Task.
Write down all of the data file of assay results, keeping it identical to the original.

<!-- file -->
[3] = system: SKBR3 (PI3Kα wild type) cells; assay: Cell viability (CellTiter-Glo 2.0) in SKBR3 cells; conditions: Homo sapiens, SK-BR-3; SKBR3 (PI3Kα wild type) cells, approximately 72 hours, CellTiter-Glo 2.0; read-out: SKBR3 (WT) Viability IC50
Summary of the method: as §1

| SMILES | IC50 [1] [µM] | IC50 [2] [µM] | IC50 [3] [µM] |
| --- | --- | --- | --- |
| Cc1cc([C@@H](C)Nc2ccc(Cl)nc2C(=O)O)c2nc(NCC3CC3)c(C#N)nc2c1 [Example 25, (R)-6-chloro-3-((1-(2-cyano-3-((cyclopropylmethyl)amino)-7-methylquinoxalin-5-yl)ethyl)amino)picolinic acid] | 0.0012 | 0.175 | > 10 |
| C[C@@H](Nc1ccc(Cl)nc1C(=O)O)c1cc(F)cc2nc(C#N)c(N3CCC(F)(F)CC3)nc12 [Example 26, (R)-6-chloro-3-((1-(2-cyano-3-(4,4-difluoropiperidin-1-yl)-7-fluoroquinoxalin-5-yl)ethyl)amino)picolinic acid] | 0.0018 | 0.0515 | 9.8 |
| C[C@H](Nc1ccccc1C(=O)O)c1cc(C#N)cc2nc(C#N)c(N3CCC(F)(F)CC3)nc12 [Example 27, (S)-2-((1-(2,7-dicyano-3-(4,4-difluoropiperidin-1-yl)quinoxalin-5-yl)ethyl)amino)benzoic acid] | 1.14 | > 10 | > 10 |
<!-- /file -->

[3] = system: SKBR3 (PI3Kα wild type) cells; assay: Cell viability (CellTiter-Glo 2.0) in SKBR3 cells; conditions: Homo sapiens, SK-BR-3; SKBR3 (PI3Kα wild type) cells, approximately 72 hours, CellTiter-Glo 2.0; read-out: SKBR3 (WT) Viability IC50
Summary of the method: as §1

| SMILES | IC50 [1] [µM] | IC50 [2] [µM] | IC50 [3] [µM] |
| --- | --- | --- | --- |
| Cc1cc([C@@H](C)Nc2ccc(Cl)nc2C(=O)O)c2nc(NCC3CC3)c(C#N)nc2c1 [Example 25, (R)-6-chloro-3-((1-(2-cyano-3-((cyclopropylmethyl)amino)-7-methylquinoxalin-5-yl)ethyl)amino)picolinic acid] | 0.0012 | 0.175 | > 10 |
| C[C@@H](Nc1ccc(Cl)nc1C(=O)O)c1cc(F)cc2nc(C#N)c(N3CCC(F)(F)CC3)nc12 [Example 26, (R)-6-chloro-3-((1-(2-cyano-3-(4,4-difluoropiperidin-1-yl)-7-fluoroquinoxalin-5-yl)ethyl)amino)picolinic acid] | 0.0018 | 0.0515 | 9.8 |
| C[C@H](Nc1ccccc1C(=O)O)c1cc(C#N)cc2nc(C#N)c(N3CCC(F)(F)CC3)nc12 [Example 27, (S)-2-((1-(2,7-dicyano-3-(4,4-difluoropiperidin-1-yl)quinoxalin-5-yl)ethyl)amino)benzoic acid] | 1.14 | > 10 | > 10 |